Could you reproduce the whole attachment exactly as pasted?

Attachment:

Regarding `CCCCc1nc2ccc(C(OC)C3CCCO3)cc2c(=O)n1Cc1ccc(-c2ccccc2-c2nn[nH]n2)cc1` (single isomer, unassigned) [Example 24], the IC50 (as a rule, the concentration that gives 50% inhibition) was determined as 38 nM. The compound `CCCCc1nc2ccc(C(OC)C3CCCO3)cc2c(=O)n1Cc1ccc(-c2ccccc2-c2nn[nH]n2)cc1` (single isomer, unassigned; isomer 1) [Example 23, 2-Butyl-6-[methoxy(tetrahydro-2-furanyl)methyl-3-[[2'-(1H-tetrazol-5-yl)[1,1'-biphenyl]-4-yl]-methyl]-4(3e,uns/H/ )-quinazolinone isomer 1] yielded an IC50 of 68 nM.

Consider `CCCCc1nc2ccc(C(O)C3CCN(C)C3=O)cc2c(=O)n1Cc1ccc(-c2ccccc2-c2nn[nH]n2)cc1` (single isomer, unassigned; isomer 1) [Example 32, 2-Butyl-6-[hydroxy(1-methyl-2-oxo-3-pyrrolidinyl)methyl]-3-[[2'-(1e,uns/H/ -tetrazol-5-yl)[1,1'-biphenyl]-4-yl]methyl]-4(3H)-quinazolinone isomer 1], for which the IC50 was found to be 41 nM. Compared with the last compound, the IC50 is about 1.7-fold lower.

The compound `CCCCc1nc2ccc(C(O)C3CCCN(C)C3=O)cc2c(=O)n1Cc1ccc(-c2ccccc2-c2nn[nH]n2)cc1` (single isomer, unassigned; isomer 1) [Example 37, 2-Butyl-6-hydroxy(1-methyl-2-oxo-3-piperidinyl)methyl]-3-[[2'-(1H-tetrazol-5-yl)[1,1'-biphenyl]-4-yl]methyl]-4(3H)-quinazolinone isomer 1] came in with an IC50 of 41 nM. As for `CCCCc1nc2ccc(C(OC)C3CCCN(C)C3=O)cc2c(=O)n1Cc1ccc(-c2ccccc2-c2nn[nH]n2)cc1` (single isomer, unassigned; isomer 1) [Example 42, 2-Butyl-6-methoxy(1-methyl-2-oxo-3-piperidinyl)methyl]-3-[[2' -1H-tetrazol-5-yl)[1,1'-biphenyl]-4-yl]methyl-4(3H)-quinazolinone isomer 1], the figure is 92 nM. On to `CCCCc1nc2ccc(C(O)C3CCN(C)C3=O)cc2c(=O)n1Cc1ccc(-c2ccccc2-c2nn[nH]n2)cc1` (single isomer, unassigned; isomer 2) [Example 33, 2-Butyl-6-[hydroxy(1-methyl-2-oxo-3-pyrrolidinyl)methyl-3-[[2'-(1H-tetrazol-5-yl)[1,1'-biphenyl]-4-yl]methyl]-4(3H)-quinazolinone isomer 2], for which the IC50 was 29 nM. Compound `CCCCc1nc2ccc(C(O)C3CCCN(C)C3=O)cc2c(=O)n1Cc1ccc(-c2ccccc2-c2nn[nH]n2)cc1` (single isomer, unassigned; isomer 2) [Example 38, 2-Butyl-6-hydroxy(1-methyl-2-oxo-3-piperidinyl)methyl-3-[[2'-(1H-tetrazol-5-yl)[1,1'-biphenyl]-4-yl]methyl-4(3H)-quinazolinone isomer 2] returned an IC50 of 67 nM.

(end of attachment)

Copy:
Regarding `CCCCc1nc2ccc(C(OC)C3CCCO3)cc2c(=O)n1Cc1ccc(-c2ccccc2-c2nn[nH]n2)cc1` (single isomer, unassigned) [Example 24], the IC50 (as a rule, the concentration that gives 50% inhibition) was determined as 38 nM. The compound `CCCCc1nc2ccc(C(OC)C3CCCO3)cc2c(=O)n1Cc1ccc(-c2ccccc2-c2nn[nH]n2)cc1` (single isomer, unassigned; isomer 1) [Example 23, 2-Butyl-6-[methoxy(tetrahydro-2-furanyl)methyl-3-[[2'-(1H-tetrazol-5-yl)[1,1'-biphenyl]-4-yl]-methyl]-4(3e,uns/H/ )-quinazolinone isomer 1] yielded an IC50 of 68 nM.

Consider `CCCCc1nc2ccc(C(O)C3CCN(C)C3=O)cc2c(=O)n1Cc1ccc(-c2ccccc2-c2nn[nH]n2)cc1` (single isomer, unassigned; isomer 1) [Example 32, 2-Butyl-6-[hydroxy(1-methyl-2-oxo-3-pyrrolidinyl)methyl]-3-[[2'-(1e,uns/H/ -tetrazol-5-yl)[1,1'-biphenyl]-4-yl]methyl]-4(3H)-quinazolinone isomer 1], for which the IC50 was found to be 41 nM. Compared with the last compound, the IC50 is about 1.7-fold lower.

The compound `CCCCc1nc2ccc(C(O)C3CCCN(C)C3=O)cc2c(=O)n1Cc1ccc(-c2ccccc2-c2nn[nH]n2)cc1` (single isomer, unassigned; isomer 1) [Example 37, 2-Butyl-6-hydroxy(1-methyl-2-oxo-3-piperidinyl)methyl]-3-[[2'-(1H-tetrazol-5-yl)[1,1'-biphenyl]-4-yl]methyl]-4(3H)-quinazolinone isomer 1] came in with an IC50 of 41 nM. As for `CCCCc1nc2ccc(C(OC)C3CCCN(C)C3=O)cc2c(=O)n1Cc1ccc(-c2ccccc2-c2nn[nH]n2)cc1` (single isomer, unassigned; isomer 1) [Example 42, 2-Butyl-6-methoxy(1-methyl-2-oxo-3-piperidinyl)methyl]-3-[[2' -1H-tetrazol-5-yl)[1,1'-biphenyl]-4-yl]methyl-4(3H)-quinazolinone isomer 1], the figure is 92 nM. On to `CCCCc1nc2ccc(C(O)C3CCN(C)C3=O)cc2c(=O)n1Cc1ccc(-c2ccccc2-c2nn[nH]n2)cc1` (single isomer, unassigned; isomer 2) [Example 33, 2-Butyl-6-[hydroxy(1-methyl-2-oxo-3-pyrrolidinyl)methyl-3-[[2'-(1H-tetrazol-5-yl)[1,1'-biphenyl]-4-yl]methyl]-4(3H)-quinazolinone isomer 2], for which the IC50 was 29 nM. Compound `CCCCc1nc2ccc(C(O)C3CCCN(C)C3=O)cc2c(=O)n1Cc1ccc(-c2ccccc2-c2nn[nH]n2)cc1` (single isomer, unassigned; isomer 2) [Example 38, 2-Butyl-6-hydroxy(1-methyl-2-oxo-3-piperidinyl)methyl-3-[[2'-(1H-tetrazol-5-yl)[1,1'-biphenyl]-4-yl]methyl-4(3H)-quinazolinone isomer 2] returned an IC50 of 67 nM.